My hotel had a beautiful rooftop pool and restaurant, so I had a bit of lunch before my nap. Sadly, I could only sleep for two hours, but that seemed to be enough. I went downstairs to meet Baloo for a drive to the park. Sadly, it was cloudy, so it was not much of sunset. But I am glad to have seen it
Overall, the Taj Majal and the city if Agra exceeded my expectations. Seeing the Taj Majal in person will remain a highlight of my travel experiences. I a man looking forward to seeing what else this country has to offer!
Day 2 began with a pick-up from my driver, Baloo, who would be my only companion for the next three days. He let me know that we had a long drive ahead of us - at least 4 1/2 hours - so I should just relax. Good thing that I always travel with books! Staring out the window would try my patience, which is really not my strong suit. The drive had the added bonus of a variety of creatures along the road.
You have heard about the cows - it is true that they are everywhere! Which means you always have to watch where you walk. The really sad thing is that although the Hindus worship them as gods, they do not appear to be addressing some of their basic needs. These cows do not live in fields where they eat grass all day. They are living in the concrete jungle which is the city. So they rely on trash for their food. This could turn many people into vegetarians.
In addition to the cows, there are goats, monkeys, and dogs everywhere. The dogs are not treated as pets. They are wild dogs who forage for food (they all appear malnourished), many of them carry diseases, and they look like they either nursing puppies or mating with other wild dogs. My guide told me that Hindus believe that dogs can see the devil’s face so they want nothing to do with the dogs. The government could help themselves by running a massive spay and neutering campaign!
The roads are terribly crowded, as cars share the road with trucks (many of which appear to be overloaded and on the verge of over-turning!), tuktuks, bicycle rickshaws, and motorbikes all competing for space. Everyone is honking, as if to let their neighbors know that they are passing by any means necessary. It makes for an interesting drive.
As we approached Jaipur, the Pink City, I saw two camels along the side of the road. Not much later, I saw an elephant and rider heading towards me. Both of these animals offer rides to lazy tourists who do not want to climb up to the palace and the fort. The government has recently given one concession to the animals and only allows rides in the mornings so that the animal should can rest during the hottest oft infant the day. But it still seems cruel.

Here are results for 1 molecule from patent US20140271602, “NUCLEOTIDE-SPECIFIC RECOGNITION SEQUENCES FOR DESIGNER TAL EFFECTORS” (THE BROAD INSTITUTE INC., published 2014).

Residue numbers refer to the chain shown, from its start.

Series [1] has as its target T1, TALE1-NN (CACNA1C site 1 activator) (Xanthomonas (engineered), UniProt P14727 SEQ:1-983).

My guide pulled over as the base of the Amber Palace. I expected to have a guide meet me to take me through, but this was more of my “rookie tourist mistake”. The tour company had lied to me and would not return my phone calls. So I was on my own.
It was hot! I live in Atlanta, grew up in Houston, and have lived in New Orleans, so I should be used to this! But this was intense. Climbing up to and through the palace and on to the fort (Nahargath) in the “humid season” left me looking like I had been swimming! I was invited to be in many more selfies (I bet those look nice!) and was offered a ride on the back of a motor bike up to the top. I declined.
I spent about 2 hours in the palace and the fort. There is not much to share but I am glad that I saw it. By the time I left, I was really hungry. Luckily, Baloo knew a place with truly amazingly Indian food. It was the first I had since arriving in India. Yum!
After lunch, we continued our tour of Jaipur. The two highlights were the Hawa Mahal (The Palace of the Winds) and the City Palace. The Hawa Mahal is a five-story facade covered with hundreds of windows. The ladies of the court used these windows to watch processions while keeping their faces hidden.
For me, the most interesting thing about the City Palace is that it shows what happens if you don’t stop people from feeding pigeons. This beautiful building is covered with birds, which means that it is covered with bird droppings! Really gross - not just smelly but you had to worry about getting hit from above. I didn’t stay long.
As Baloo and I talked about our plans for that evening and the next day, I realized that his schedule was off. He planned to take me to the Taj Majal on Saturday morning. I explained that we needed to go on Friday as I was flying to Kerala on Saturday morning. Baloo then told me that the Taj Majal is closed on Friday - every Friday - as this the day that the Muslims come to the temple to pray.